When Jonathan Greenard came up lame, tweaking that high ankle sprain, the Gators lost the glue that holds this defense together. He's kind of the dial-a-play guy for the Gators – the situation is tight, the Gators need to make a play and somehow, someway Jonathan Greenard gets involved and makes something good happen for the Gators. Through the first six games of the season, Greenard was the SEC's most valuable defensive player. Even now, after this injury that could keep him out another game or more, he's still the runaway choice as the SEC Defensive Player of the Year.


What Greenard gives defensive coordinator Todd Grantham is a Swiss Army Knife, versatile enough to be used in just about every imaginable circumstance. When Greenard departed, Grantham lost that flexibility he has with an elite pass rusher who can also play the run, drift out into pass protection and move up and down the line to create havoc with the offensive line calls. Without Greenard in the lineup, LSU's offensive line didn't have that one guy that has to be accounted for on every single play and it showed in the pass protection. For the most part, Burrow stood like a statue in the pocket and gave his receivers all the time they needed to find the soft spots in the Florida zone.


In addition to losing Greenard, the Gators lost Jabari Zuniga who also reinjured his ankle. Alone, Zuniga is a load although not as much an impact player as Zuniga. With the two of them, Florida could have had a dynamic effect on LSU's passing game. If the Gators just had one of them healthy, they certainly could have put more pressure on the Tigers.


Without Greenard and Zuniga, Grantham was forced to blitz a lot more than he's accustomed and he had to play a soft zone most of the game. Without pressure off the edge, Grantham had to back the corners off the line of scrimmage which gave the LSU receivers running starts before they came in contact with Florida DBs. The combination of four and five receiver sets and the soft zone opened up the running game, which the Gators struggled to stop without the corners and safeties closer to the line of scrimamge. LSU ran for 218 yards and produced touchdown runs of 57 and 33 yards.


This is a beaten up Florida defense that doesn't have the advantage of an off week to heal up nor the depth to replace one stud with another. Looking ahead to Saturday, the Gators may be forced to tough it out without Greenard and Zuniga against a grind it out South Carolina team that can get the job done in the passing game when true freshman Ryan Hilinski is healthy and upright. Before he went down with a sprained knee on a blatantly late hit against Georgia, Hilinski had completed 15-20 passes for 116 yards and a touchdown.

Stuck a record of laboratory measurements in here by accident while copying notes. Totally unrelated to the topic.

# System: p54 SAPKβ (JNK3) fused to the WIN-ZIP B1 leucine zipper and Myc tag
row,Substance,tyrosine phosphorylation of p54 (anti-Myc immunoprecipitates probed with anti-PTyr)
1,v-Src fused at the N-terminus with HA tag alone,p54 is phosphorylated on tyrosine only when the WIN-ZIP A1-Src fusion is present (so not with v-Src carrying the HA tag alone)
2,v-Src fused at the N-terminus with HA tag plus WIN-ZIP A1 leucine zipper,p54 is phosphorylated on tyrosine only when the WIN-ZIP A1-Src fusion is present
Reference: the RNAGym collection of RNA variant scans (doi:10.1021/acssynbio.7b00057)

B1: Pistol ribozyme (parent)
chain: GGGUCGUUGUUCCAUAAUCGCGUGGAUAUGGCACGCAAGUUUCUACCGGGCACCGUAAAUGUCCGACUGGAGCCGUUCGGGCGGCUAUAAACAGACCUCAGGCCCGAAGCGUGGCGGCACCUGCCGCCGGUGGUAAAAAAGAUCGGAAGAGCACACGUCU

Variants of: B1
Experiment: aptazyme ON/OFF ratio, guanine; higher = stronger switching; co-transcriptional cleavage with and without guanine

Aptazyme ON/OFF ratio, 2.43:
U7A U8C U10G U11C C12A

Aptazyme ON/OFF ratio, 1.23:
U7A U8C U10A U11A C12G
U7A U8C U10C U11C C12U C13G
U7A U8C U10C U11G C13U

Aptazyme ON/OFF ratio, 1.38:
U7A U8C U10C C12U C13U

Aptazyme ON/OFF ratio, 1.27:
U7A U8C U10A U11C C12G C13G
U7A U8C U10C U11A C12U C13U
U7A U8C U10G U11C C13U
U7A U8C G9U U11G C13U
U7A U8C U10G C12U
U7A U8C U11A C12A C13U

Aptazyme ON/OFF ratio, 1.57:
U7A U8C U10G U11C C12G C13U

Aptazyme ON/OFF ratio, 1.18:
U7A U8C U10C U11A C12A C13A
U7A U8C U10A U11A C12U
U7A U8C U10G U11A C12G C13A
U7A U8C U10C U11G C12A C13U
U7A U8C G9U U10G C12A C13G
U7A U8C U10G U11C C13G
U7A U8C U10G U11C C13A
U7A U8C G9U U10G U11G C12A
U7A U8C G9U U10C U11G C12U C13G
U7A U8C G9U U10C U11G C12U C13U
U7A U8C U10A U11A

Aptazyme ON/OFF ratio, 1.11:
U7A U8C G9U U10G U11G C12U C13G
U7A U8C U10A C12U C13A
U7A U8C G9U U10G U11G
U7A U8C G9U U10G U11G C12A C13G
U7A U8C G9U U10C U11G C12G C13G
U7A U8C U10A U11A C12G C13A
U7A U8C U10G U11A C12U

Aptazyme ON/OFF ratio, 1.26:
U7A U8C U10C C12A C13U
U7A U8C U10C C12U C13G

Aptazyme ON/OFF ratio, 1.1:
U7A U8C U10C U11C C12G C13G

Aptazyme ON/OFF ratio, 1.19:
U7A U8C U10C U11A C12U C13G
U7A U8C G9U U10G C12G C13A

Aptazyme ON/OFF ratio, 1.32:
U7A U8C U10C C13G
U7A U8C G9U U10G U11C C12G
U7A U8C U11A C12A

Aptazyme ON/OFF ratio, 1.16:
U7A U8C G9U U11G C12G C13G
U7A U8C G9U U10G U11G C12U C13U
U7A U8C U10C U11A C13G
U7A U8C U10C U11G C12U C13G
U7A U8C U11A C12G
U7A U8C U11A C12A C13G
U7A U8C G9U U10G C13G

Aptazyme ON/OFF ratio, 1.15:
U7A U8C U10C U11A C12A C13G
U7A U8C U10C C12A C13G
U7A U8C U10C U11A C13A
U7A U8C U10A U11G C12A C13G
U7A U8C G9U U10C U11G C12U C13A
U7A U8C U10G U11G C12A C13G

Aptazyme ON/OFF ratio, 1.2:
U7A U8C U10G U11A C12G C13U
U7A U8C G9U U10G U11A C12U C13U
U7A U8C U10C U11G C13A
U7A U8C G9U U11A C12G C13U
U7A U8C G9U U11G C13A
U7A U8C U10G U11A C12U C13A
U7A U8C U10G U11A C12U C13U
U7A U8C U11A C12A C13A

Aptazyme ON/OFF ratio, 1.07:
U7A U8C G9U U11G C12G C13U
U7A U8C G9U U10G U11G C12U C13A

The Gamecocks have a balanced attack that averaged 409.8 yards per game, 193.5 on the ground (5.69 per carry) and 216.3 through the air (6.0 per attempt).


TRASK IS A KEEPER

When GameDay was scanning the crowd for signs in Baton Rouge Saturday morning one that stood out read, “I started more games in high school that Kyle Trask.” While it's possible that the sign is true, the sign creator couldn't have done what Trask did Saturday night in one of college football's most hostile environments. With the exception of the interception and the freeze option that failed down at the goal line late in the fourth quarter, Trask was steady as a rock. He hit 23-39 passes for 310 yards and three touchdowns on a really good LSU defense.


When the Tigers brought the heat Trask didn't flinch at all and he showed some mobility in the pocket that tells you he listens to his coaches. A week ago against Auburn he stood in one place and held the ball too long. Against LSU he moved his feet, found good passing lanes and made some nice throws after taking three or four steps toward the line of scrimmage. He's now 93-136 passing for 1,212 yards (8.9 per attempt) with 10 touchdown passes and only three interceptions.


We're seeing him grow week-to-week and while still not the polished product that Dan Mullen wants, he's getting there and at a faster rate than any of us could have envisioned. So while that yokel with the sign might have started in high school, Kyle Trask is starting at QB in the Southeastern Conference and doing it well enough that eventually, he will get his chance to make an NFL roster in the future.